Inclusive Schools Role Model Valerie Coutinho

Accessible resources - this was developed, I believe in the UK.
at the Worcestershire City Council I believe, and they have this acronym SCULPT.
‘S’ means keeping the Structure simple with headings, so it’s easy to understand,
‘C’ - making sure that we have the correct Colour and contrast.
You know that in the British Council brand that’s a key area, so
that people can see clearly a good contrast
between the background and the letters, for example.
Using images, so that’s the ‘U’ so
We should be using the alt text to explain the images, only using the images
so not using them to actually convey meaning.
The ‘L’ that’s for the Links, so we should be describing links, not just put huge hyperlinking,
to make the resources accessible to everybody, also for people using screen readers.
We also have learners with sensory issues. So, for example
In terms of the contrast, that’s very important for them as well.
‘P’ stands for Plain English, so keeping it simple.
‘T’ is for Tables, again keeping those simple.
There is more information, so if anybody wants to ask questions or wants to find about more information afterwards, please get in touch.

Instructions. It’s very important to give clear instructions.
Giving one instruction at a time.
This is very important for attention spans.
I’m terrible! Someone often gives me instructions verbally - I just don’t remember them.
I really can’t cope with them.
As I said earlier - this is not just for our students
who have an identified learning difficulty,
This is for everybody.
If we do this in a classroom, it will help all our students.
We have to keep it short; we need to check that students have understood.
So not just: do you understand?
But asking them specifically to make sure they have understood.
We may need to repeat them, or we may need to give them in different forms.
We may have to do this for a couple of the learners in the class,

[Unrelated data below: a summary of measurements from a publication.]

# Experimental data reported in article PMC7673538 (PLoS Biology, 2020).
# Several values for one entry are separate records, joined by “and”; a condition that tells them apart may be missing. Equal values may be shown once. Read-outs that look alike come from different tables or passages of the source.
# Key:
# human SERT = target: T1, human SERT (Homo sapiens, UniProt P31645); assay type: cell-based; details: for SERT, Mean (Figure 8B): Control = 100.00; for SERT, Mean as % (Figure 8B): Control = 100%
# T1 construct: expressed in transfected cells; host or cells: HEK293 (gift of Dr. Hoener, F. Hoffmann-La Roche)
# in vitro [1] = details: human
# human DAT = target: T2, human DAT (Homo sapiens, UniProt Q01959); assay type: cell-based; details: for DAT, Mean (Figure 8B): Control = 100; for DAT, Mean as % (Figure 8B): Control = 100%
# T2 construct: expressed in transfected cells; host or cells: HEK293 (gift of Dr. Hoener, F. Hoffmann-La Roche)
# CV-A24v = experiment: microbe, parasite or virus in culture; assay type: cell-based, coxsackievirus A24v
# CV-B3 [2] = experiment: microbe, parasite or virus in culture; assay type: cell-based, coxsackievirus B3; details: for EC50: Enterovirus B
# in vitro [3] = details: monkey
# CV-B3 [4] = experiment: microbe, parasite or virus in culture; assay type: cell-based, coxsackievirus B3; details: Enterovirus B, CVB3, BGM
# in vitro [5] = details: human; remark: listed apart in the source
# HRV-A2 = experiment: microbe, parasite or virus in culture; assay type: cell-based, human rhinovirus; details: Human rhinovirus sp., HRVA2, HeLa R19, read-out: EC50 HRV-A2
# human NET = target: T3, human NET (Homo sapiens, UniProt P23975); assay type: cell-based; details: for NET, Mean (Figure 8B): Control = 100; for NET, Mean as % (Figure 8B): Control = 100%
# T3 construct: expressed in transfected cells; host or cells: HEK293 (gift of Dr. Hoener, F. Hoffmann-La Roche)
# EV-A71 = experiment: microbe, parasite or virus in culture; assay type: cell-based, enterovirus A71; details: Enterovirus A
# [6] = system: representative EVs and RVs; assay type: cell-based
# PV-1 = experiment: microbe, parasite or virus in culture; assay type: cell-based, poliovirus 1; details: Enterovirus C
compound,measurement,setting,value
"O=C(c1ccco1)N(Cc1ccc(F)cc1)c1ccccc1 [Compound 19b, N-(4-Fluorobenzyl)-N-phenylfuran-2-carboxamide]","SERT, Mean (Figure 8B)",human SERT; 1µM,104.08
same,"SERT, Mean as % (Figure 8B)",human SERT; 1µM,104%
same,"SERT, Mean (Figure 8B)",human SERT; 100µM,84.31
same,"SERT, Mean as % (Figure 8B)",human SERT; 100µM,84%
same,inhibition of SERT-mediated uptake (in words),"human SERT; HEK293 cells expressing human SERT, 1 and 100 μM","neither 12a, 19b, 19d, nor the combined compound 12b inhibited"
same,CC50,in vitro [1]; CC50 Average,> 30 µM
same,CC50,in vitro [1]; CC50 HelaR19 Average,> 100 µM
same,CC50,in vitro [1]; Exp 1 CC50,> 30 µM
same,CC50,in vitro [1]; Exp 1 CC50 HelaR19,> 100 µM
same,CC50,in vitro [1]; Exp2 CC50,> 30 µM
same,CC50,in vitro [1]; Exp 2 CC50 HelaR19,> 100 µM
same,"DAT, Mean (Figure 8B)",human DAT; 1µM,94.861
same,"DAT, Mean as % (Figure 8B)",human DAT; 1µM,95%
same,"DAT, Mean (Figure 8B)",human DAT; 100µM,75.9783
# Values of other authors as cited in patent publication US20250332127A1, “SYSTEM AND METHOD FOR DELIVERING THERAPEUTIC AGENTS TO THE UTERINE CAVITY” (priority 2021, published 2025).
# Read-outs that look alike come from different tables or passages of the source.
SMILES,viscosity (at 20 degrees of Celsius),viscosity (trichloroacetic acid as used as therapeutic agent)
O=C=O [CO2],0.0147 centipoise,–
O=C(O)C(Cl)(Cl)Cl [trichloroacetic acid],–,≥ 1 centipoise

but as I said, it will benefit everybody in the group.

Related to that is also: Allow “think time”.
If you ask a question to the entire group,
you are probably going to always get the same students answering.
We have to think how we can do that to allow learners time to think.
I’ve seen teachers do that for example:
They are not allowed to say anything for 10 seconds or 30 seconds, however.
I’ve seen teachers who experiment with this.
It is really beneficial for everybody in the class.
Also, they are these students who sometimes
tend to dominate are not dominating.
So everybody has an opportunity to think
before they actually say anything.

And again, linked to both of these I think is that reducing that memory load.
We often find that students with learning difficulties
They are often associating working memory problems,
working memory difficulties, so that’s another way
that we can help support all our learners in the classroom.

I mentioned earlier I have high expectations.
This is sometimes a reason for not labelling a student as well.
If someone tells you that they have a student with dyslexia in your group for example,
we may automatically expect less of them.
I think for all our learners we have to have those high high expectations.
And believe that they can achieve what they want to achieve.

Get mentioning their self-esteem that we saw earlier on the slide,
that’s going to help them to develop that language learning
and enjoy that language learning


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